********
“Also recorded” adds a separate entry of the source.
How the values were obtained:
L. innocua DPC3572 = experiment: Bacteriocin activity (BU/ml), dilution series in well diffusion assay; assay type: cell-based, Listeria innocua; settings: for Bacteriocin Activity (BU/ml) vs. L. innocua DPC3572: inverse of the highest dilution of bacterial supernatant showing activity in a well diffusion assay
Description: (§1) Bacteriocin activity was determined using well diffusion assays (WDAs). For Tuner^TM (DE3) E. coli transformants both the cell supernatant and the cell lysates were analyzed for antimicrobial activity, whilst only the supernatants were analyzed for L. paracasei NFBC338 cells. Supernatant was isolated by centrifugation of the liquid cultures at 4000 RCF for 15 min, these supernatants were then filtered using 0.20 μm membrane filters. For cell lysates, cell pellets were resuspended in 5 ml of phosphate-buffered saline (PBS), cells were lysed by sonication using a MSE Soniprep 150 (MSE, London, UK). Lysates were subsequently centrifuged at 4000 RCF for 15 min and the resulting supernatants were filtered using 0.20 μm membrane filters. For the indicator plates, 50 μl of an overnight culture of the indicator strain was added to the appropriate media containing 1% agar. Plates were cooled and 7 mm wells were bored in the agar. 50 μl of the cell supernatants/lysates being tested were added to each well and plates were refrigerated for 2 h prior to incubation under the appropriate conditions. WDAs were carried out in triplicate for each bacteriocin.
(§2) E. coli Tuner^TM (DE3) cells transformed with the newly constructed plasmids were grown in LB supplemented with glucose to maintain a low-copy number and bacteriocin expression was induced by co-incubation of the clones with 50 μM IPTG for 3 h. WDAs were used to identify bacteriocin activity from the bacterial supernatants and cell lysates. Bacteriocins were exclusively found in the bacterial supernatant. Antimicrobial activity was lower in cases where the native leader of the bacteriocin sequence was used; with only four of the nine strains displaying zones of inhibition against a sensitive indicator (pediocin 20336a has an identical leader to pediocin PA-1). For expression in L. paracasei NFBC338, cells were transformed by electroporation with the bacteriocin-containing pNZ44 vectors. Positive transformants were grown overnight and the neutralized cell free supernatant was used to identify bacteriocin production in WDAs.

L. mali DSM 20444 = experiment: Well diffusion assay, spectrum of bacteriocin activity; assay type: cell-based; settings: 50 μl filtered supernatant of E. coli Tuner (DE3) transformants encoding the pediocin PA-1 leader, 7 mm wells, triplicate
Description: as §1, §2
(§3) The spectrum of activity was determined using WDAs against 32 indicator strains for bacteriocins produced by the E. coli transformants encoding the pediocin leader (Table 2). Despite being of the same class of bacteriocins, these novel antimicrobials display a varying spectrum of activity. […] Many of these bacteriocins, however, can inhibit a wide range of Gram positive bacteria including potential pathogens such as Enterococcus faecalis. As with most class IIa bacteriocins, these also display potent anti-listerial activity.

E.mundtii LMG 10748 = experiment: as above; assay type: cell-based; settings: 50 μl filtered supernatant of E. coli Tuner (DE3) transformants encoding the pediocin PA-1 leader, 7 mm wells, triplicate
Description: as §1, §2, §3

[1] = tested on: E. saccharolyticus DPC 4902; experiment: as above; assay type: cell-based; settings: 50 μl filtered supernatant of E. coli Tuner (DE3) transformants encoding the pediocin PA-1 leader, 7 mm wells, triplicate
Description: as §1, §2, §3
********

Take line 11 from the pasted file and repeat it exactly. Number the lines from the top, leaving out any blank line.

[1] = tested on: E. saccharolyticus DPC 4902; experiment: as above; assay type: cell-based; settings: 50 μl filtered supernatant of E. coli Tuner (DE3) transformants encoding the pediocin PA-1 leader, 7 mm wells, triplicate